A report by economics lecturer Christopher Bajada found that the GST
doesn't seem to have changed behaviour significantly.

Cynthia Cole, an associate professor in taxation law, said that there 
is not a country in the world where a tax like the GST has reduced the 
cash economy.

(The Age, July 26).


An investigation of Melbourne's rail system has found at least 30 sites
where trains could potentially crash into each other, in the same way as 
a crash at Epping last year.

(The Age, July 26).


Quotes of the week:


We should not succumb to democratic dogmatisms about men being the best
judges of their own interests.
Harold Lasswell, writing in the Encyclopedia of Social Sciences, 1933.


Alamdar said he lived with his father and about 40 other men and 
three boys in White 3, in virtual isolation from other compounds. (White 
3 houses 33 males.) He said he cannot play with other children without 
first obtaining permission, which is not always given.

Interview by the Age newspaper with a 15 year old boy in Baxter refugee
detention centre.


If the US government concludes that torturing Mohammed is necessary for 
the protection of lives, it should add a reservation to its treaty 
obligations with regard to torture.
Harvard law professor Alan Dershowitz, arguing that torture should be
legalised in cases similar to that of Al Qaeda suspect Khalid Sheikh
Mohammed.  Mohammed is said to be suffering what intelligence sources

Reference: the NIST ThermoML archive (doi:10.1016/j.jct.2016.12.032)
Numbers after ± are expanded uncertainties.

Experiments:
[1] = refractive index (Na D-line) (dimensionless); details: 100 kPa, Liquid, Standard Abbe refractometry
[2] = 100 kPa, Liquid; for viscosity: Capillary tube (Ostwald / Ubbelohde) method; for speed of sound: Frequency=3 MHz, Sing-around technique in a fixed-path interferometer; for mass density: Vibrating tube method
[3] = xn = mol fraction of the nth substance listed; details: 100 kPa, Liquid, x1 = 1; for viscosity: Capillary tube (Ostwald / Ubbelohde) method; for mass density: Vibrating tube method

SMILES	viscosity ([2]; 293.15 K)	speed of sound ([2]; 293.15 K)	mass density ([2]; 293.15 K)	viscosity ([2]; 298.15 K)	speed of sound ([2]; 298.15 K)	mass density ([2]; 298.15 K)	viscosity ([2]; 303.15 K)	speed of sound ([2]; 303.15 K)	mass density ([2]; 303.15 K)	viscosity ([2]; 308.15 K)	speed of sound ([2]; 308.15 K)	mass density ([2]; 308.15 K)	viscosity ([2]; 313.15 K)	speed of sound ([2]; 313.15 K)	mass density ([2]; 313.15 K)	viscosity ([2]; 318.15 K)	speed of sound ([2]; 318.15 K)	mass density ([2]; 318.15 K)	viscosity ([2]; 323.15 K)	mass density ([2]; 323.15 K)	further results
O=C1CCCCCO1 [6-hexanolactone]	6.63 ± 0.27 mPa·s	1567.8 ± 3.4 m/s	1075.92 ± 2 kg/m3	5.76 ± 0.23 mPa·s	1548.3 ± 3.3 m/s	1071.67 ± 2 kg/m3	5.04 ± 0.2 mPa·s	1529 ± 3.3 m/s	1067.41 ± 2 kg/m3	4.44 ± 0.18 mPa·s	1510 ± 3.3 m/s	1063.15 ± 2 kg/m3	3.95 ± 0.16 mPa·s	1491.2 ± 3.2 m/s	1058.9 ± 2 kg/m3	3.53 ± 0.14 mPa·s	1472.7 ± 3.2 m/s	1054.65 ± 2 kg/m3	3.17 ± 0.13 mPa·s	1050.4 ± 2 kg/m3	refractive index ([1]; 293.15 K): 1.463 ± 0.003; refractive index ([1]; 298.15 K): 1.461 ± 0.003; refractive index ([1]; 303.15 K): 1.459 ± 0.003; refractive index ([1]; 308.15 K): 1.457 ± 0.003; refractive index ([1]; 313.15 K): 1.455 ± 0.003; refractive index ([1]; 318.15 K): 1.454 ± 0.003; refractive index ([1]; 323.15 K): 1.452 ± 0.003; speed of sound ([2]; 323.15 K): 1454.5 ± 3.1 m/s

call 'torture lite' involving techniques such as sleep deprivation.


Actually, there is another article in the New York Times that describes 
how the professors are antiwar activists, but the students aren't. Not 
like it used to be, when the students were antiwar activists. What the 
reporter is talking about is that around 1970 - and it's true - by 1970 
students were active antiwar protesters. But that's after eight years of 
a U.S. war against South Vietnam, which by then had extended to all of 
Indochina, which had practically wiped the place out. In the early years 
of the war-it was announced in 1962-U.S. planes are bombing South 
Vietnam, napalm was authorized, chemical warfare to destroy food crops, 
and programs to drive millions of people into strategic hamlets, which 
are essentially concentration camps. All public. No protest. Impossible 
to get anybody to talk about it. For years, even in a place like Boston, 
a liberal city, you couldn't have public meetings against the war 
because they would be broken up by students, with the support of the 
media. You would have to have hundreds of state police around to allow 
the speakers like me to escape unscathed. The protests came after years 
and years of war. By then, hundreds of thousands of people had been 
killed, much of Vietnam had been destroyed.

Then you started getting protests.

But all of that is wiped out of history, because it tells too much of 
the truth. It involved years and years of hard work of plenty of people, 
mostly young, which finally ended up getting a protest movement. Now 
it's far beyond that. But the New York Times reporter can't understand 
that. I'm sure the reporter is being very honest. The reporter is saying 
exactly what I think she was taught - that there was a huge antiwar 
movement - because the actual history has to be wiped out of people's 
consciousness. You can't learn that dedicated, committed effort can 
bring about significant changes of consciousness and understanding. 
That's a